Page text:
Child Dentistry: Managing a Dental Emergency

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Dental emergencies can be very scary and traumatic, especially for children, but there is no need to worry! If your child is experiencing a dental emergency, stay calm and do the following things:

First, call our office as soon as possible and tell us the situation. We will give you the instructions you need to get through this experience with success. If you cannot get a hold of our office or dentist, take your child to the nearest hospital or Urgent Care.

Second, keep your child as calm as possible. Let them know that everything will be ok. You can try to calm them down by singing, playing music, or telling stories. Keeping them comfortable also helps.

Third, do the following things until you see the dentist or medical professional:

For a chipped or broken tooth: Try to save as many pieces of the tooth as possible. Then, have your child rinse their mouth with warm water. To relieve pain and reduce swelling, ice the area and give your child over-the-counter pain medication.

For a knocked-out permanent tooth: Retrieve the tooth, hold it by the crown, and rinse it with warm water. Please do not scrub the tooth because the tissues and fibers need to remain in place. Then, put the tooth in a cup of milk. If that is not possible, you can put the tooth in a cup of water with a pinch of table salt or in a cup of liquid that promotes cell growth. If your child has knocked out a baby tooth, you don’t need to worry too much about it, unless it has fallen out prematurely. However, you can always call our office and ask any questions or express your concerns. We are happy to help!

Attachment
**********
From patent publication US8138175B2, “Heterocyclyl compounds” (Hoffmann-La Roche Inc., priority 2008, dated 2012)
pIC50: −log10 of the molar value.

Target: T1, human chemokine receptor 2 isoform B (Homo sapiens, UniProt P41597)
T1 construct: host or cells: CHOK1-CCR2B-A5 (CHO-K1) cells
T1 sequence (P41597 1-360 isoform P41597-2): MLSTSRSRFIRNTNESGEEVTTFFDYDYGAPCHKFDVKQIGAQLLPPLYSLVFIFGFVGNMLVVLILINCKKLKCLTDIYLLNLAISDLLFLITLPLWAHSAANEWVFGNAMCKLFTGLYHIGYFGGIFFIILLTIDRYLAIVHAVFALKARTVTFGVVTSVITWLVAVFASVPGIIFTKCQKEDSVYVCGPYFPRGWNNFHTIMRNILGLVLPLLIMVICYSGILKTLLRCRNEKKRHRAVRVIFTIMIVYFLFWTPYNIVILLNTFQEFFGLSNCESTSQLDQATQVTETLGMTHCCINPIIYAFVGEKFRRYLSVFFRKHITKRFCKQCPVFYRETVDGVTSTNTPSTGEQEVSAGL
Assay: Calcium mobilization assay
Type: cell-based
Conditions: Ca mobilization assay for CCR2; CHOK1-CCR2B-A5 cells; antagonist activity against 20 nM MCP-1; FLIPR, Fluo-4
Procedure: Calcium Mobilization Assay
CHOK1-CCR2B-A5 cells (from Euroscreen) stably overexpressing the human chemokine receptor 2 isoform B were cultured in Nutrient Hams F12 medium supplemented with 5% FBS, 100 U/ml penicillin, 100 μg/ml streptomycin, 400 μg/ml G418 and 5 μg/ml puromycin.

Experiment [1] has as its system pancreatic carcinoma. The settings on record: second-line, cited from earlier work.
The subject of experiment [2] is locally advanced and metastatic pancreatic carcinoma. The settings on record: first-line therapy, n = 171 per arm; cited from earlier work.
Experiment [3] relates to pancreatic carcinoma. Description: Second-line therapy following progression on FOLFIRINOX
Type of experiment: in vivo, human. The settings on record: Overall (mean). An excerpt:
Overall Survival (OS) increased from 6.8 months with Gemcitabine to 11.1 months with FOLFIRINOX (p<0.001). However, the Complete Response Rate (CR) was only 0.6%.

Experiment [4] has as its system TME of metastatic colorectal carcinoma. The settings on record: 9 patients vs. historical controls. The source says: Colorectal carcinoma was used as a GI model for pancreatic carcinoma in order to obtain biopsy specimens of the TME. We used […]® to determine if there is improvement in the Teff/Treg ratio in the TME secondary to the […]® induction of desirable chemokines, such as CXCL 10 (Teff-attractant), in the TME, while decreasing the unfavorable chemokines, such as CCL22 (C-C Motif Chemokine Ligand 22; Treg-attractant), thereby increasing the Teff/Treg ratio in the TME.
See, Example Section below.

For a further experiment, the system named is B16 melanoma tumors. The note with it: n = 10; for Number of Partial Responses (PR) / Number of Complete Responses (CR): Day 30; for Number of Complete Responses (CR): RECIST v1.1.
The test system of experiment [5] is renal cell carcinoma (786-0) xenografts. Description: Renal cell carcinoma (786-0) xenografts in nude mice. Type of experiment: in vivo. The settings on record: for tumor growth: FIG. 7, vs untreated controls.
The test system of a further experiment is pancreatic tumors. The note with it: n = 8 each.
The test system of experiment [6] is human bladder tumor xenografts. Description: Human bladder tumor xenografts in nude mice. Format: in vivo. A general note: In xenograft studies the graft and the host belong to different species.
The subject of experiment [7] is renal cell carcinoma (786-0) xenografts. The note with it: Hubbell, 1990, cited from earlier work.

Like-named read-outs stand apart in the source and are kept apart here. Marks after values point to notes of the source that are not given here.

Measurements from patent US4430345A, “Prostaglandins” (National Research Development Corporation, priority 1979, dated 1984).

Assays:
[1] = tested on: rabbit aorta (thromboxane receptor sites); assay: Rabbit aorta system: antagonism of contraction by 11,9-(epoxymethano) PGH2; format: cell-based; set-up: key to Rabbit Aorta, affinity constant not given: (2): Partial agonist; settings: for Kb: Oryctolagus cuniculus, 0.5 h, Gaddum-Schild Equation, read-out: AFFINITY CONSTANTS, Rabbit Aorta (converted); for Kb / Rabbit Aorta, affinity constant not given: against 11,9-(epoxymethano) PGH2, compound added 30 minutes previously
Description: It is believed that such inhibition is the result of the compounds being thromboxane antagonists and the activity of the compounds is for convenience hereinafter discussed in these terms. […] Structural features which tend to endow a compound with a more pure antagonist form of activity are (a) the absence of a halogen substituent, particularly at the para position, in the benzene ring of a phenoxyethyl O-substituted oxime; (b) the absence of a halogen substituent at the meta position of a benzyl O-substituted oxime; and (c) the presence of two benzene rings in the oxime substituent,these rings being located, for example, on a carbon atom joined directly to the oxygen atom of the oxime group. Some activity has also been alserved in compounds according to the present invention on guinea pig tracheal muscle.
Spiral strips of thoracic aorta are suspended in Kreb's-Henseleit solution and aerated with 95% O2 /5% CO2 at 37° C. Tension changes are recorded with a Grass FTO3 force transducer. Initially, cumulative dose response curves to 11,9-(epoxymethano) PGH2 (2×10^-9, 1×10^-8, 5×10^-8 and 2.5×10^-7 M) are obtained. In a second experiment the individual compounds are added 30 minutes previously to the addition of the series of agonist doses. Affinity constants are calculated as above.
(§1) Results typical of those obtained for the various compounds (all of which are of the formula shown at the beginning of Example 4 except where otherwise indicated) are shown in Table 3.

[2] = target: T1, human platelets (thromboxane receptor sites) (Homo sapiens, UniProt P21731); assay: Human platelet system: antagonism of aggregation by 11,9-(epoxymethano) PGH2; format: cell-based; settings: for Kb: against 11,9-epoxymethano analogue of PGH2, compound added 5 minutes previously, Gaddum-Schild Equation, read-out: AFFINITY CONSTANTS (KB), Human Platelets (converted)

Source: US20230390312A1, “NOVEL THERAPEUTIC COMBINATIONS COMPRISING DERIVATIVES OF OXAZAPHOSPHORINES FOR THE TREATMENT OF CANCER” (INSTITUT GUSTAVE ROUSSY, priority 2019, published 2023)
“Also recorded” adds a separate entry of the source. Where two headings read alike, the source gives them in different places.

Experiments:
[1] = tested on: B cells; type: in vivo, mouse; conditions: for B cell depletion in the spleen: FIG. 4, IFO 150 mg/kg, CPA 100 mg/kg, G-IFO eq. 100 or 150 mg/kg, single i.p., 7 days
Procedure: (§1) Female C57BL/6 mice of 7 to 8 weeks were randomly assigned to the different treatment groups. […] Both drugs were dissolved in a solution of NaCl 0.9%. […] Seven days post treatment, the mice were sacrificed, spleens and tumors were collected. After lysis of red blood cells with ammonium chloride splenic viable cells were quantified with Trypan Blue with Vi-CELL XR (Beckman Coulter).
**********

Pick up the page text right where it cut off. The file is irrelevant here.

For a toothache: Have your child rinse their mouth with warm water. Then, floss between each tooth and free any excess food substances that might be stuck. If this does not help your child feel better, there is a chance that the tooth is decayed. Until your child’s appointment, you can give them over-the-counter pain medication to eliminate the pain and provide comfort.

For a bitten or cut lip, cheek, or tongue: Clean the blood with a warm and damp cloth. Then, try to stop the bleeding by applying pressure to the area. If the bleeding continues, take your child to the nearest hospital.

If you have any questions, or if you need help, please call our office. We are happy to give you the instructions you need to improve the situation!